My cat suffers from anxiety
My Calico cat, Katniss, has wounds, or "hot spots," on her stomach from excessive licking, which my veterinarian told me is a sign of feline stress. She was given a steroid shot, which cured the hot spots for a few months. Now, within the last week, she's back to licking off the fur on her stomach. So, now, I guess, is the next step. Just like her mama, Katniss is going to have to start taking anxiety medication.
Katniss is more than just a pet to me. She's family. And, now, looking back on it, I think her anxiety is what made us "click" in the first place.
I will always remember when I met her. I wasn't planning on getting a cat. I was just tagging along with a friend who was thinking about adopting a dog. While at Adopt-a-Pet Fenton, I went to the adult cat room and sat down in the middle of the floor. Katniss was the first cat to come up to me and sit on my lap. And my jealous kitty would swat at any other cat who came near me.
It was love at first sight.
While sitting there, petting Katniss, one after another, volunteers came into the room, in awe. They told me that Katniss (named "Little Miss" at the time), who had been at the shelter longer than any of the other cats there, had never come up to a person before. She had never walked around with her tail held high, the sign of a relaxed cat. Yet she did that with me from the beginning.
Volunteers told me that, most of the time, Katniss hid in a corner by herself, not even interacting with the other cats. She came to the shelter after someone threw her out of their car and she was lost in the woods behind the shelter for a week. And, of course, an experience like that changed her.
I knew right then that I had to adopt Katniss.
And yes, she has a funny personality. When it's just the two of us, she's the friendliest cat in the world. She sits on my lap, rubs her face against mine, cuddles up to me at night and is always playing or jumping around the apartment. Yet as soon as someone else comes over -- even buzzes up to my apartment or knocks on the door -- she immediately hides under the bed for hours, until the person leaves.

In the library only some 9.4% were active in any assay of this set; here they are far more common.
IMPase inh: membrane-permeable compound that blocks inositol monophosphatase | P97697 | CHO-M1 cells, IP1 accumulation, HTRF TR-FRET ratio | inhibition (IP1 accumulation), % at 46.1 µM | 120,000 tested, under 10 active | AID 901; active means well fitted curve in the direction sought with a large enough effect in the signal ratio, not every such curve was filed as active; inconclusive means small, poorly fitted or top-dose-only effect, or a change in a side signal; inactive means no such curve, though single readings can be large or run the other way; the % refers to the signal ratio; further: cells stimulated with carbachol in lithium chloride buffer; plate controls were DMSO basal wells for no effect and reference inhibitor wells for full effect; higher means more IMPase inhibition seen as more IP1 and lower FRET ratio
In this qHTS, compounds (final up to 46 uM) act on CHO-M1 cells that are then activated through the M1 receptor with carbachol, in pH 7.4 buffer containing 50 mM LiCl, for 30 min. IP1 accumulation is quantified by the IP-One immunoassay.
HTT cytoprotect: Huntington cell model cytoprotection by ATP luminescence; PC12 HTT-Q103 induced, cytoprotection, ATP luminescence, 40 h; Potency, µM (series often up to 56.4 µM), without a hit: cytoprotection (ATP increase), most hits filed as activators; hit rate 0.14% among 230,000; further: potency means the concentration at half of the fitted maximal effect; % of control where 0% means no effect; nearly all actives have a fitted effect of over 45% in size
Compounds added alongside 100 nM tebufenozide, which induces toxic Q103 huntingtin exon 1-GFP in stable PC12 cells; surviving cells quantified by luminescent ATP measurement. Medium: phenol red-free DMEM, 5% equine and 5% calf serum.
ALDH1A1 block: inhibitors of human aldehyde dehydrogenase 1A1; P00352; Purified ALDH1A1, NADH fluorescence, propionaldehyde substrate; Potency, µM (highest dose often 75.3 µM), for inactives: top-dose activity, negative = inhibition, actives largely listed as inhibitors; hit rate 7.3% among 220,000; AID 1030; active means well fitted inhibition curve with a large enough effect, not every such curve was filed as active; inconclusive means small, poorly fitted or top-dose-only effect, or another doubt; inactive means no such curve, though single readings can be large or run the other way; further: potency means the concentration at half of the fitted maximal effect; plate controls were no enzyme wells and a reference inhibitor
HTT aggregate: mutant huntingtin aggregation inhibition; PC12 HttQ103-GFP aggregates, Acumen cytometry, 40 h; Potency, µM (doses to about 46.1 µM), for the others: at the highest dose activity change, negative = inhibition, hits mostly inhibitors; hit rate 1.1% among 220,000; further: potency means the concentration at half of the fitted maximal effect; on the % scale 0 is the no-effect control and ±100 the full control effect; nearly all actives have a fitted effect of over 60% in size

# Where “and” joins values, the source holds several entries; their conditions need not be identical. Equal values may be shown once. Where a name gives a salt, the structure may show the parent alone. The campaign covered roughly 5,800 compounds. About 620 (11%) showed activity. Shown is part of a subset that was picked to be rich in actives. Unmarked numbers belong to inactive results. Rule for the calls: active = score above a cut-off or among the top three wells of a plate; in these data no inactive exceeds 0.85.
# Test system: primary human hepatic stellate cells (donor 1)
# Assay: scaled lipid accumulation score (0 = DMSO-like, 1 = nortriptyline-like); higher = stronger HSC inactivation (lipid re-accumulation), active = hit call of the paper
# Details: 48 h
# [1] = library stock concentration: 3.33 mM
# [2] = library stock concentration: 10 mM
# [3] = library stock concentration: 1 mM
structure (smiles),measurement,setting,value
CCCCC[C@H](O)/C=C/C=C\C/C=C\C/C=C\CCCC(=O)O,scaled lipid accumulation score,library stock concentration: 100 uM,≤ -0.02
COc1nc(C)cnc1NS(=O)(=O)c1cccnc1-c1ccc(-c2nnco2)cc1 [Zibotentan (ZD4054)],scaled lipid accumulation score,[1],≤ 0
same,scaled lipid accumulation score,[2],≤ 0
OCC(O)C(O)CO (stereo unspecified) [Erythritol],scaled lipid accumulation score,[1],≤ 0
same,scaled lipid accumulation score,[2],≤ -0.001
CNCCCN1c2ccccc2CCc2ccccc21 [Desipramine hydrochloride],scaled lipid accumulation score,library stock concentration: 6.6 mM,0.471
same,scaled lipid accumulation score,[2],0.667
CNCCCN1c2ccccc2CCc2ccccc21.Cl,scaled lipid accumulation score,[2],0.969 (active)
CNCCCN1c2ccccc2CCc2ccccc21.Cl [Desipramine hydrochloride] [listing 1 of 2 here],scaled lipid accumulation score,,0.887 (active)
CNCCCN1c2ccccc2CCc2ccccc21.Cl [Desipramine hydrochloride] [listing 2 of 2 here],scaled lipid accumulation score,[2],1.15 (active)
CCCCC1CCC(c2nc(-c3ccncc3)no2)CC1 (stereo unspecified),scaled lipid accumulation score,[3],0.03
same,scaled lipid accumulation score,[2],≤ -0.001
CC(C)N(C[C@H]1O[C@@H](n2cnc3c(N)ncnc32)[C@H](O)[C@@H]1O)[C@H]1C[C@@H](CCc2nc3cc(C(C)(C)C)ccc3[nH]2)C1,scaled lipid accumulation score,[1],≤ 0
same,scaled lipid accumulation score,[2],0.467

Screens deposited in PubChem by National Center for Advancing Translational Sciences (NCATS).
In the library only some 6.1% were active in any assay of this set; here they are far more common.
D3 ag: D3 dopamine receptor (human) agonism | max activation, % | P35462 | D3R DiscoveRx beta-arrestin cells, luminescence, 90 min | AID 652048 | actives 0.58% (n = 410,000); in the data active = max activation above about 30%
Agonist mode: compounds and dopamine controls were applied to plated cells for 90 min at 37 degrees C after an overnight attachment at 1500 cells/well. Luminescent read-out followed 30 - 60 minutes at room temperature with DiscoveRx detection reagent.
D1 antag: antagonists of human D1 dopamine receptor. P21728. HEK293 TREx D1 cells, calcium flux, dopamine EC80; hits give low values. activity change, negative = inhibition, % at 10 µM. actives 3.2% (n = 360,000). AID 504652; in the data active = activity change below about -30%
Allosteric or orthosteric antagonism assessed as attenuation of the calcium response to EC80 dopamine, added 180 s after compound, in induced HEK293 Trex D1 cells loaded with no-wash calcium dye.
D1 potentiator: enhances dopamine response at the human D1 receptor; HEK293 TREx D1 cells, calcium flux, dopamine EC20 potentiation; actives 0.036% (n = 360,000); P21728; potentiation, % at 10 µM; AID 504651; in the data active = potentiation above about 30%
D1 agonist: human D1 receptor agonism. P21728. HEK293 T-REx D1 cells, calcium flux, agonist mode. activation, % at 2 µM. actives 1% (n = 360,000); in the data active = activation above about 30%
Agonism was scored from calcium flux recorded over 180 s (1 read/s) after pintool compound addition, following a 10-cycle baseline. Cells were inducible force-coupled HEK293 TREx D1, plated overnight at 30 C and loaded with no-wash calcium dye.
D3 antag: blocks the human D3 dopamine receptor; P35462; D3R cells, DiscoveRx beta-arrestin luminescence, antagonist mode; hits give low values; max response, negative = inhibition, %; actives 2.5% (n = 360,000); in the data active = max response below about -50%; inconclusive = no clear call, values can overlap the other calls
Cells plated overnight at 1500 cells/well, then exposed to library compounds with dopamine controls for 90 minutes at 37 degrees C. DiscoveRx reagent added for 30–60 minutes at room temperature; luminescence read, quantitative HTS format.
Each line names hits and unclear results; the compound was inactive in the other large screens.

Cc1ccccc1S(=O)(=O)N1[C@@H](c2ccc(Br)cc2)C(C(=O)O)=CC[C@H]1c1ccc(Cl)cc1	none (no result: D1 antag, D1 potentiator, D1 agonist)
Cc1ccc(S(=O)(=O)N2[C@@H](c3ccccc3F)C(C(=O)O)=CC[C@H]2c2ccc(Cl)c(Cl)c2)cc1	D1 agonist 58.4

My cat has social anxiety. She had nervous ticks. When she's in uncomfortable situations, her body shakes and she meows in a high pitch whine. She's just like a human suffering from anxiety disorder.
And I never knew before that this was possible. I didn't know that animals could suffer from mental disorders! But it makes sense. There are many diseases that both cats and humans can suffer from -- leukemia, cancer, diabetes, immunodeficiency and upper respiratory infections, to name a few. So why not mental illnesses. They are DISEASES too.
For instance, a pet can suffer from depression, just like its owner, after a major change in its life or a distressing event. According to Pet Care RX, symptoms of depression in dogs are becoming withdrawn, low activity levels, loss of interest in the things they once enjoyed, and a change in their eating and/or sleeping habits. And, as my cat Katniss proves, pets can also suffer from anxiety.
There are people in this world who still don't believe that mental illnesses are actually illnesses. They think you can just "get over it" or "it's in your head" or "you're just seeking attention." But, to me, the fact that animals can suffer from mental illness too proves, even more, that it's a disease. Dogs are innately happy and cats are usually carefree. Do you think our pets actually choose to be depressed? Do you think they're thinking, "If I just lay here and sleep all day" or "If I lick myself raw then my owner will pay attention to me?" Or do you think they just don't have the willpower to just "get over it?" No, I didn't think so. Because, just like anyone else who has depression, it's not a choice. It's a chemical imbalance in the brain that can affect any living creature.